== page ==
A long term abusive relationship had landed me in therapy. I was away from him now, but I thought I was still in love with him at the time, despite the trauma I realized I had experienced those past few years. I’d started having panic attacks. I was on a new anxiety medication that my body hadn’t adjusted to yet. I had frequent migraines that left me throwing up and unable to see. What if I got a migraine in Europe? I would miss out on a day, perhaps days of adventuring. What if I had a panic attack? They were still so new to me, I didn’t know how to manage them. One panic attack resulted in me passing out in Las Vegas, waking up in the emergency room without any friends and family around me. Additionally, I didn’t know any of the girls going on the trip. We’d had a few meetings, but I left the get-to-know-you activities with a nervous rash on my chest and sweat stains. My social anxiety was astronomically through the roof, something my high-school-student-body-president-assembly-running-self thought I’d never experience. Two weeks with people I didn’t know? I almost threw up thinking about it.
But deep down, I knew this trip would be life changing. It was a once-in-a-lifetime opportunity. Quite frankly, I was feeling a little bit of imposter-syndrome for being invited to attend. That was so much money, someone else’s money, paying for me to have fun. Wasn’t there someone more deserving? Maybe someone who wasn’t so anxious and nervous about going? I was simply too lucky, and that made me feel even more guilty for being nervous. But I went, and boy, am I glad I went.
No, I didn’t fall in love. No, I didn’t wear red lipstick. We walked so much– I’d say we averaged 8 miles a day– that the little makeup I did have on was dripping off of my face while my thighs stuck to the plastic seats on the metro. I didn’t pack any dresses. I wore my dirty white converse 11 out of the 14 days there. I got some pictures, but they weren’t the travel-influencer-quality I wanted. I drank an expensive glass of wine, yes, but I couldn’t finish it. I wasn’t magically a wine-drinker after one sip. I didn’t like the cheese very much after all, even though I’m sure my older brother would’ve finished every meal with a piece for dessert. Yes, I stood in The Louvre and the Museo de’Orangerrie and appreciated the artwork, but the Mona Lisa was much smaller than I expected, and some of the art didn’t make sense to me. Why were there so many naked men? The fact is, I didn’t come back as an entirely new person. London and Paris didn’t transform me, but something miraculous did happen. The trip snapped me out of the 2-year depressive funk I was in.
I didn’t have a panic attack on the trip. For the first time in two years, I didn’t have a migraine for two weeks. I became great friends with the girls on the trip, and all my worries of “they won’t like me,” or “I’ll be a loner,” dissolved after the very first night we all ate fish and chips together in London. Sierra and Aspen and I are currently sitting here together in my house in Cedar City writing our assignments for this class together, still friends even after the trip.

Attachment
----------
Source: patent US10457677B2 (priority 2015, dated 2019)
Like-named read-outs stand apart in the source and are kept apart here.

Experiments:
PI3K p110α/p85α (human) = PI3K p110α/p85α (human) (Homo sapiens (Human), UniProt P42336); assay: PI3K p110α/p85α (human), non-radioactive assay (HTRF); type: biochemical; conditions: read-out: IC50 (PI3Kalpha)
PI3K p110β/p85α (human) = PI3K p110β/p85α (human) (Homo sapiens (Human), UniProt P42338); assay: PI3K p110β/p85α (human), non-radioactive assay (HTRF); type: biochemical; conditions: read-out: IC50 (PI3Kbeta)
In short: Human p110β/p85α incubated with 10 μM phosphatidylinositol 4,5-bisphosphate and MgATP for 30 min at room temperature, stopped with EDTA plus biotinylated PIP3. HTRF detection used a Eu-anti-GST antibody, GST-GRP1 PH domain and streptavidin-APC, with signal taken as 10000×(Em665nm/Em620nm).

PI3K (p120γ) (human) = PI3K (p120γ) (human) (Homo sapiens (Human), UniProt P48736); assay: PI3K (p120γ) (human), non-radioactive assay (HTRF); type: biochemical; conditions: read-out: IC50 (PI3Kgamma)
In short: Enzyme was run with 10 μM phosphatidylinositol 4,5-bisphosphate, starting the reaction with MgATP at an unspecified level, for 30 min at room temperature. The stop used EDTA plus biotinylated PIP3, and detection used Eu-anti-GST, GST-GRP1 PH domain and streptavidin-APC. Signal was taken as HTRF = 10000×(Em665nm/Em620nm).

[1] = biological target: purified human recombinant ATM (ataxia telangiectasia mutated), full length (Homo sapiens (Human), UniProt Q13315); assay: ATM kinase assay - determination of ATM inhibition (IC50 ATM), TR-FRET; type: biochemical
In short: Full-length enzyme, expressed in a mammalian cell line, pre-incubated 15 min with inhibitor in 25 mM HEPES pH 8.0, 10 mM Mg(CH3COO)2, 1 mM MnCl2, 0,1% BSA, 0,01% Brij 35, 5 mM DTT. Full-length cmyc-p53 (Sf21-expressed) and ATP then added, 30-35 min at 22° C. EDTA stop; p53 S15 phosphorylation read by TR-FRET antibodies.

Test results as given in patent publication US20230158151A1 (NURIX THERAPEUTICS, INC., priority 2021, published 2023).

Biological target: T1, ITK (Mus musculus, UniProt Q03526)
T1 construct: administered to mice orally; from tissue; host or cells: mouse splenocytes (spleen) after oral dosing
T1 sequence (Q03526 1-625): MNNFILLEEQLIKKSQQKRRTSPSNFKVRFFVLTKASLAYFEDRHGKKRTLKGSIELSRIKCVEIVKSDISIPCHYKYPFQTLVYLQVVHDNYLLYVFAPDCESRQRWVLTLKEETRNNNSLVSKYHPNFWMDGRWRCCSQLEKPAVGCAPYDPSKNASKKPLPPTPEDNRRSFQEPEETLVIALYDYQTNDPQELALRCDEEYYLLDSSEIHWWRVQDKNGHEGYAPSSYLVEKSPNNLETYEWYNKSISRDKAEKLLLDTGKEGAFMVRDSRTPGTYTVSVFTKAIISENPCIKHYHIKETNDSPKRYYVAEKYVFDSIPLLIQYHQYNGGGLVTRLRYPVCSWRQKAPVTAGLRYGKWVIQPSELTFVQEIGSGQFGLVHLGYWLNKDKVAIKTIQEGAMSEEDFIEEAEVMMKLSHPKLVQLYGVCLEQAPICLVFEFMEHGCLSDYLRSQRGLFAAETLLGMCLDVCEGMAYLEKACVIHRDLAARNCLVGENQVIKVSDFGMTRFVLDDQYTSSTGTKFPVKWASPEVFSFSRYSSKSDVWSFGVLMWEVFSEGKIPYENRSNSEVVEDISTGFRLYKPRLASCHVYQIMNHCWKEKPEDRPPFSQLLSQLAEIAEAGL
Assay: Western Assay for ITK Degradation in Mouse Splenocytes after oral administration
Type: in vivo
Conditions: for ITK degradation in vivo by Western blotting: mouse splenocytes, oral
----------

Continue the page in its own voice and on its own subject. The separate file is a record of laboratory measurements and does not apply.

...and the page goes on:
Laurel and I stayed up way too late talking every night in our hotel room, and guess what? For once I wasn’t stressed about getting exactly eight hours of sleep. The days flew by, and I shifted from group to group, once again becoming the confident, bubbly girl I had been. Maybe it was something about being in Europe, but I was having fun. The days were so long, so tiring, and challenging, but I could quite literally feel myself becoming more adaptable, easygoing, and happy. At one point, we had taken the wrong metro and we all sat as a group exhausted and sweating and grumpy, waiting to be home. I was sitting on a bench on my own, legs sprawled out. A little later, I stood and stretched my back. Sydney walked over and began stretching with me and said, “Liz, I love how relaxed you are. Everyone’s pissed off, and you’re just chilling.” The past two years, I’d heard too many times about how “I just needed to relax,” and “stop being so high strung.” I smiled. Europe Liz was a different Liz.
This summer has been hard. I’ve been working on my master’s degree and writing for the Utah Shakespeare Festival. I lost a lot of my friends because they graduated with me in April and left Cedar City, and my family is all in Nevada. Back in Cedar City, I started getting migraines and panic attacks again. I switched to another anxiety medication. I resumed my therapy sessions. I’m not cured. But when the nights start to feel long and hard and overwhelming, I look at the Matisse painting I took in Paris that is now my phone lockscreen, and I am reminded of that feeling I had in Europe. That there is so much to see. There is so much to experience. There are so many new friends to make, so much good food to eat. There’s so much art to observe, plays to attend, people in different countries to meet. Life isn’t just studying day after day as a grad student. It’s perhaps more about the “Europe trips.” The times when we are reminded of the beauty around us. Of the times when we eat baguettes under the Eiffel tower and laugh in the midst of dust storms. When we drink wine we don’t like on the Seine river with new friends we made and cry thinking about going back to Utah. When we eat raspberry tarts and see the Rosetta Stone and sit in silence when the curtain falls after watching Les Miserables for the first time. It’s moments like these that remind us that life is worth living, and 21-year-old me didn’t need to fall in love in Europe and wear red lipstick to realize that. She just needed to stand in front of Claude Monet’s “Water “Lilies” and let the greens and blues and pinks of his artwork wash away her stress and pain– even if it was just for a second or two. All she had to do – and did do – was get on that plane in Salt Lake City, fly to London and Paris, and live a little.